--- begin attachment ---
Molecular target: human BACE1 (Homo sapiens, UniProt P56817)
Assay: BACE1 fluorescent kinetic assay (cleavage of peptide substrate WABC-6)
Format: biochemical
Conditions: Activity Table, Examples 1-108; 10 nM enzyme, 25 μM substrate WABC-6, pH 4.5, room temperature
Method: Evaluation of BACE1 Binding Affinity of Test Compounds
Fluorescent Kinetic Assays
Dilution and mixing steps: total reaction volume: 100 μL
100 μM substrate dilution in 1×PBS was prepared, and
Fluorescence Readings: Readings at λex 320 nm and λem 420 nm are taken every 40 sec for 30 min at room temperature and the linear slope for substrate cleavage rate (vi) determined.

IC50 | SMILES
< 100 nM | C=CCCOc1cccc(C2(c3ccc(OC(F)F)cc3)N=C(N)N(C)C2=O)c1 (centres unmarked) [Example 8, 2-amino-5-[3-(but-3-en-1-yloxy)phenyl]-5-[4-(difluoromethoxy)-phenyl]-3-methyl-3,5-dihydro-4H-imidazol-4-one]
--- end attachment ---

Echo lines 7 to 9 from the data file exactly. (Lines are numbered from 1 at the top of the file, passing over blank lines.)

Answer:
Dilution and mixing steps: total reaction volume: 100 μL
100 μM substrate dilution in 1×PBS was prepared, and
Fluorescence Readings: Readings at λex 320 nm and λem 420 nm are taken every 40 sec for 30 min at room temperature and the linear slope for substrate cleavage rate (vi) determined.